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Hawaii Lawmakers Approve Marijuana Decriminalization Bill

The Hawaii House of Representatives last week approved legislation to expand the state’s decriminalization of marijuana, only three days after a bill to legalize recreational cannabis in the state was killed for this year by House leaders.



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The House voted on Friday to approve the pot decriminalization bill, SB2487, on its third reading. The chamber approved the bill with amendments, sending it back to the Hawaii Senate, where the measure was approved by a vote of 24-1 on March 5. To become law, the Senate must pass the amended version of the bill, which must then be signed by Democratic Gov. Josh Green.


The Hawaii House of Representatives has approved a bill to more broadly decriminalize possession


If passed into law, the bill would decriminalize the possession of up to one ounce of marijuana and up to five grams of cannabis concentrates. Instead of jail time for such offenses, the bill sets a maximum fine of $25. Under current Hawaii law, possessing more than 3 grams of marijuana is a criminal misdemeanor carrying penalties of up to 30 days in jail and a fine of up to $1,000.


“Heavily fining or putting people in jail for possession of some small amount simply serves to impair people to hold a job, get loans, things you need to advance in society,” Democratic Sen. Chris Lee, one of the bill’s authors, told KAKE, the ABC television affiliate in Honolulu.


“Decriminalizing possession of cannabis is something that is a big step forward.”


Possession of larger amounts of cannabis will still be a misdemeanor under SB2487, although the penalties for such offenses are reduced by the measure. The bill also creates a new offense for smoking marijuana in a public area that carries a fine of up to $130.


Pot Legalization Bill Killed Last Week


On April 2, leaders in the House of Representatives killed a bill to legalize recreational marijuana in Hawaii, citing potential harmful impacts and more pressing legislative priorities.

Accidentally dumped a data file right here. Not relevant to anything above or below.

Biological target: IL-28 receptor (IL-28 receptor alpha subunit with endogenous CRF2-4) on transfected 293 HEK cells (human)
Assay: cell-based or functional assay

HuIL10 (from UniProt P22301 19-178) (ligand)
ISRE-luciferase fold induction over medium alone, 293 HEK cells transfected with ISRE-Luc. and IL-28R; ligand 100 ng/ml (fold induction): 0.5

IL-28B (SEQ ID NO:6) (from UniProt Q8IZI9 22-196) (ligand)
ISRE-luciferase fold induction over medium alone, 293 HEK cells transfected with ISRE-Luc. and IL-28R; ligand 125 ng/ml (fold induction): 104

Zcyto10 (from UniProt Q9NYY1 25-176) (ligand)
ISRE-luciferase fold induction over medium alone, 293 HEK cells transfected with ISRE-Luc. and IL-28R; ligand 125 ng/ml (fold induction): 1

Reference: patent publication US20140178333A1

The legislation, SB3335, is dead for 2024 after House Finance Chair Kyle Yamashita announced that the measure would not get another hearing this legislative session.

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The bill had bipartisan support in the Hawaii Senate, where it was approved by a vote of 19-6 in early March. The measure was more controversial in the House, however, where members feared negative consequences from legalizing adult-use cannabis. In a statement explaining his decision not to schedule more hearings on the bill, Yamashita said he did not think the bill could survive a vote in the chamber and cited other priorities for the state, including the ongoing response to the devastating Maui wildfire that destroyed much of Lahaina in August 2023.


“We recognize that now is not the opportune time for its implementation, as we navigate the challenges of managing the largest wildfire recovery efforts in Hawaiʻi’s history,” Yamashita wrote, according to a report from Hawaii News Now.


Although the recreational marijuana legalization bill will not become law this year, cannabis policy reform advocates acknowledged the progress being made with the bill to more broadly decriminalize pot in Hawaii.


“On the heels of legalization dying for the year, it’s encouraging to see the legislature at least move to reduce the number of lives turned upside down by cannabis prohibition by expanding Hawaii’s paltry decriminalization law,” Karen O’Keefe, director of state policies for the Marijuana Policy Project, said in a statement to Marijuana Moment. “Every year, hundreds of Hawai’i residents are arrested for personal use quantities, creating criminal records that make it difficult to get a housing and jobs. It’s long past time Hawai’i stop ruining lives over cannabis possession.”

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